Cadet Trip to Normandy
October 2, 2023

Cadet Trip to Normandy

At the end of the school day last Thursday, 10 cadets and 3 staff from St James CCF left school to embark on a trip to the D-Day battlefield area of Normandy in Northern France, all aboard the school minibus, bound for the overnight ferry from Portsmouth to Cherbourg.

After arriving in Cherbourg on Friday morning, the group travelled first to St Mere Eglise where American paratroopers dropped on the town in the early hours before the D-Day landings took place. The parachute of one paratrooper caught on the bell tower of the church and he had hung there, pretending to be dead, while the battle raged around him. He was captured by the Germans, but later managed to escape. There is a dummy figure of a paratrooper complete with parachute hanging from the church tower.

Visits were then made to locations featured in the television series ‘Band of Brothers’, which was based on the real-life story of Easy Company of the 101st US Airborne Division. These locations included a memorial to those members of Easy Company who died during the airborne landings, and a memorial statue of their commanding officer, Lt Dick Winters.

Following a picnic lunch, we visited Utah beach, the first of the two US landing beaches and the most westerly of the five D-Day landing beaches and the museum there, followed by a visit to the large German military cemetery at La Cambe.

Then it was on to Pointe du Hoc. This cliff top site on a promontory of land overlooking the English Channel was the location of a large German gun battery which dominated the nearby landing beaches. It was a priority target for Allied troops on D-Day to prevent German artillery targeting the Allied landing craft as they came ashore.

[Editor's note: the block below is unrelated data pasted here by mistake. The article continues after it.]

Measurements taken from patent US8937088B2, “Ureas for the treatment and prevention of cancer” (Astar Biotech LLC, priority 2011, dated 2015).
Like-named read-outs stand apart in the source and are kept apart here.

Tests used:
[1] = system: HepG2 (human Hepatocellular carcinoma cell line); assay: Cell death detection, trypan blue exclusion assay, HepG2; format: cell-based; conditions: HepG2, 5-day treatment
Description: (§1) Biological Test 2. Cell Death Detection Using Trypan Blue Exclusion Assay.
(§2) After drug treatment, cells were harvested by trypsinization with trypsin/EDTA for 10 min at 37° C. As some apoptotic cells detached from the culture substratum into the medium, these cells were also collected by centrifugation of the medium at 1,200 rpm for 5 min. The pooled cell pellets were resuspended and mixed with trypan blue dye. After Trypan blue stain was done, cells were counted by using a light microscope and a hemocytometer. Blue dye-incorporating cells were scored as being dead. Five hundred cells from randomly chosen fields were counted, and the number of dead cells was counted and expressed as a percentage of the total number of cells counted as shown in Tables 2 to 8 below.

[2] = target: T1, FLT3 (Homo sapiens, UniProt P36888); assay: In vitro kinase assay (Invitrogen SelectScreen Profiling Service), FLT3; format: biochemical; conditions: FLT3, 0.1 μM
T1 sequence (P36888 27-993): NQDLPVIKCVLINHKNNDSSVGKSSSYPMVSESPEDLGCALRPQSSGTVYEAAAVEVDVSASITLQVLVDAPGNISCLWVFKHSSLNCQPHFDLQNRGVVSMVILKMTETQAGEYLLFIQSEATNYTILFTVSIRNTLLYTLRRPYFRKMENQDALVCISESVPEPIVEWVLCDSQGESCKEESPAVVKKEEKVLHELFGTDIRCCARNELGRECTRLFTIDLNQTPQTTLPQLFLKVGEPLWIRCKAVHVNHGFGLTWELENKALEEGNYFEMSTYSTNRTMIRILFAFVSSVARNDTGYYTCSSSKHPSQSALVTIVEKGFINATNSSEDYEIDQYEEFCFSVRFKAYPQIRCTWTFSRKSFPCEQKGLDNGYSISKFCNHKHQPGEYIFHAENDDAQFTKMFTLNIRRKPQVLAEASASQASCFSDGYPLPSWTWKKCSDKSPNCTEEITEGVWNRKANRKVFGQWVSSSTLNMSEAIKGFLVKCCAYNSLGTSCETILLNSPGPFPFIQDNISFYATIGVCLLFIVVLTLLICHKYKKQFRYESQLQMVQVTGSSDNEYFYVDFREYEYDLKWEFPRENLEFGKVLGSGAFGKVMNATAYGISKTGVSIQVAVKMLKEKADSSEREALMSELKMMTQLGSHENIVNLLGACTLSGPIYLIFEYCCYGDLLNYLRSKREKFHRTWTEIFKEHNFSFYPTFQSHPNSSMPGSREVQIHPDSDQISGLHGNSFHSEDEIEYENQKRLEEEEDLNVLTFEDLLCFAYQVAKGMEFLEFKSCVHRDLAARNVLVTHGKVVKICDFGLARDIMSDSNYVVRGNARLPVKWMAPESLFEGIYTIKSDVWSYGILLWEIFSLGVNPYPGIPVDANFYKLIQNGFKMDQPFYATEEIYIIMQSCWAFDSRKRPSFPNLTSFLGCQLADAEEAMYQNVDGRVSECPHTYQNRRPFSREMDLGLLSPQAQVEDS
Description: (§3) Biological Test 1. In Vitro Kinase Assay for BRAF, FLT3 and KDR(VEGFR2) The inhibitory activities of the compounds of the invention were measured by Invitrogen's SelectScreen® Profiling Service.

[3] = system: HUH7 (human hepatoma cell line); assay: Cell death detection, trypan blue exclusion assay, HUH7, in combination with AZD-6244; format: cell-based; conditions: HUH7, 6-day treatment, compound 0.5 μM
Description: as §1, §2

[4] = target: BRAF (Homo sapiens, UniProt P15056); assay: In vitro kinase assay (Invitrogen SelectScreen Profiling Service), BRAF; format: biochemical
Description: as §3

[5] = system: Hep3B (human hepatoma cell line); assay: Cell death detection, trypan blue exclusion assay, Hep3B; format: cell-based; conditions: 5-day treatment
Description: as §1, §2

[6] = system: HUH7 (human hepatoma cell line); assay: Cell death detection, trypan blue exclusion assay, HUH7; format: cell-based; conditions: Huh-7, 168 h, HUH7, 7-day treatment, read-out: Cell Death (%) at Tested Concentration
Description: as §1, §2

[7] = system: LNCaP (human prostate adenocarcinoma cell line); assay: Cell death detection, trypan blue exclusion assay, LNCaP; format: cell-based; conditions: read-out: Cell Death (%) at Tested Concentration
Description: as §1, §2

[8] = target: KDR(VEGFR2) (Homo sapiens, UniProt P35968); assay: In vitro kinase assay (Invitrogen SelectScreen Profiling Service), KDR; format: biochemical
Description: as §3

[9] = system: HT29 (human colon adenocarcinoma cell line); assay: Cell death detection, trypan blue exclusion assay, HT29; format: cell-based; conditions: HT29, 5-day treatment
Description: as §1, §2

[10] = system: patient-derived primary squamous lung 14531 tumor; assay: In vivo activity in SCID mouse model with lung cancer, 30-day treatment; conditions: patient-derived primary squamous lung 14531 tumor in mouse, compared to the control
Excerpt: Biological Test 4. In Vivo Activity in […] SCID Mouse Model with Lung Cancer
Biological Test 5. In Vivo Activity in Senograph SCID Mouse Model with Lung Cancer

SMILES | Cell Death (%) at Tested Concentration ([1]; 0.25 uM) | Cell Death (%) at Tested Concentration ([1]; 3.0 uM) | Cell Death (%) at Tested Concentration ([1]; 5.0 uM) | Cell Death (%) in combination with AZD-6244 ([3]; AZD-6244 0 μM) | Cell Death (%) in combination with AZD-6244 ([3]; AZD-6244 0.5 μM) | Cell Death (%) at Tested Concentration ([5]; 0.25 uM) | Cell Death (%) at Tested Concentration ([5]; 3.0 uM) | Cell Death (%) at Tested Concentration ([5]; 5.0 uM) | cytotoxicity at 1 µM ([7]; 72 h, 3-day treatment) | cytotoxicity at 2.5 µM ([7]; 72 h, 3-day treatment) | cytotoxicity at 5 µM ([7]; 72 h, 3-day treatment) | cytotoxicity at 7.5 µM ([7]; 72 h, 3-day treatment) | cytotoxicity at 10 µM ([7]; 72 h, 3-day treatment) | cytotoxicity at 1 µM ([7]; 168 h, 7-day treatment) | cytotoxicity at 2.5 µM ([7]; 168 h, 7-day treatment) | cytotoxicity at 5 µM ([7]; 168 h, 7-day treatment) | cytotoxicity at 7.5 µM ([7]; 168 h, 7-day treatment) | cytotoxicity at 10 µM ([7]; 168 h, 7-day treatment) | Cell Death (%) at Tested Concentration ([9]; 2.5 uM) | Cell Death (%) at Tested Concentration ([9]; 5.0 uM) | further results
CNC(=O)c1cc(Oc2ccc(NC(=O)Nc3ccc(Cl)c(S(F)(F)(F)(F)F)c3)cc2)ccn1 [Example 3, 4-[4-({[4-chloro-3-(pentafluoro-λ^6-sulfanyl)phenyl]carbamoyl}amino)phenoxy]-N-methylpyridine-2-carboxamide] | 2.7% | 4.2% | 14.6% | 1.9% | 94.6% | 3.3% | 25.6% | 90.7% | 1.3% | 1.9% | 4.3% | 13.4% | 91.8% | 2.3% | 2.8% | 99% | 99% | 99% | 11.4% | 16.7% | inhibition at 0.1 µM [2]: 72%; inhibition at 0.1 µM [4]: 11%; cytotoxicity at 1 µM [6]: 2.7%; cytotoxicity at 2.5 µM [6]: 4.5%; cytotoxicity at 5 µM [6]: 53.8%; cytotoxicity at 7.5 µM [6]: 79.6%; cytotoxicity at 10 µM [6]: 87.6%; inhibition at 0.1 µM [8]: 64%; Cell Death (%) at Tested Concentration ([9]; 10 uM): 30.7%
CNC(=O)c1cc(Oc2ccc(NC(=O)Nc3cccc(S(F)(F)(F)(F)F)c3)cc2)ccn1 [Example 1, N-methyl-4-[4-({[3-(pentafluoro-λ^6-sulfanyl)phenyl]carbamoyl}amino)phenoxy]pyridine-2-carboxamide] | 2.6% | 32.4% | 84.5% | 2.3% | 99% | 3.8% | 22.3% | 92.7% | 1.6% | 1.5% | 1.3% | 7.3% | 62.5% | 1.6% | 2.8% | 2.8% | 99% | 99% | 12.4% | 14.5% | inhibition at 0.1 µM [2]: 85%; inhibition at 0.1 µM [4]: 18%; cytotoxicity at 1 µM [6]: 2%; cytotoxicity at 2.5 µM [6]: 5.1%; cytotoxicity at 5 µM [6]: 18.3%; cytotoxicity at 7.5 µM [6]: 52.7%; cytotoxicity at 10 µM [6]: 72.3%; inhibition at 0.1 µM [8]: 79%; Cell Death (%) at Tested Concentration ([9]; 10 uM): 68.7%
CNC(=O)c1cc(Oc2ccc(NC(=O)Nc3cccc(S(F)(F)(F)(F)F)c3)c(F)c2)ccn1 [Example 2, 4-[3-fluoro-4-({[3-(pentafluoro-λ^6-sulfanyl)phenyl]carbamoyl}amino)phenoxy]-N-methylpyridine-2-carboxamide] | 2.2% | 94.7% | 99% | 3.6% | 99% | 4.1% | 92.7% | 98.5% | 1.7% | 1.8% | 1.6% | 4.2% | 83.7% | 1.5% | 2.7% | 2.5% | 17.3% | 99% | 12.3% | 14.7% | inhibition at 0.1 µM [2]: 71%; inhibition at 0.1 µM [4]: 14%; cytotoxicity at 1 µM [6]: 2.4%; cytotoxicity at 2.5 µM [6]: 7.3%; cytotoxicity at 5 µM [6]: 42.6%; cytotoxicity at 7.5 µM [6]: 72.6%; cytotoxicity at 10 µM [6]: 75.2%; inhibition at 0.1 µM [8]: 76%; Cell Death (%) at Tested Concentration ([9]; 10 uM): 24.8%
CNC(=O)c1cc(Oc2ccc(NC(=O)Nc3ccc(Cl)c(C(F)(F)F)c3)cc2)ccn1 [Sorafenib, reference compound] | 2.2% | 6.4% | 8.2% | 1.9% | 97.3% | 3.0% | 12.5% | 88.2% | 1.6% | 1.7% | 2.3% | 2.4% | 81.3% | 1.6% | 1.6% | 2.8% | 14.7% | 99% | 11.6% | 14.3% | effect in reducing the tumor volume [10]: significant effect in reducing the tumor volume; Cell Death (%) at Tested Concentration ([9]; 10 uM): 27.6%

A visit to the US Omaha landing beach was next. American troops suffered 6,000 casualties on the landings at Omaha, the highest number of the five landing beaches. Then there was a visit to the Normandy American Cemetery and Memorial at Colleville-sur-Mer, where over 9,000 US soldiers are buried, including two sons of US President, Theodore Roosevelt.

Visits for the day over, the group travelled to their hotel accommodation in Bayeux, a short walk from the town centre where they enjoyed a pleasant evening meal at a local restaurant.

On Saturday morning, after a hot breakfast, the group travelled next to the British Military Cemetery in Bayeux, and then on to the Jerusalem War Cemetery at Chouain, where they saw the grave of the youngest known British soldier to die in the Second World War, aged 16 and younger than most of the cadets who took part on this trip. He joined up, lying about his age, without his parents’ knowledge.

Visits were then made to German artillery batteries at Longues-sur-Mer, and Merville, and to the Gold landing beach at Arromanches, and the Juno landing beach at Courseulles-sur-Mer. The last visit of the trip was to the Pegasus Bridge Memorial and Museum at Ranville. The capture of the bridges at Ranville was one of the first actions by British forces on D Day. Several gliders of airborne troops landed on a small patch of open ground adjacent to the bridges, taking German troops by surprise, and capturing the bridges which they held until relieved by Allied troops. Lt Den Brotheridge, in one of the gliders, was killed during the assault on the bridge and became the first Allied casualty of D Day.

Following this last visit, the group travelled to Caen to catch the overnight return ferry to Portsmouth, and a return to school on Sunday morning.

The trip was quite an experience for the group and one that I am sure they will remember.

Mr Paul

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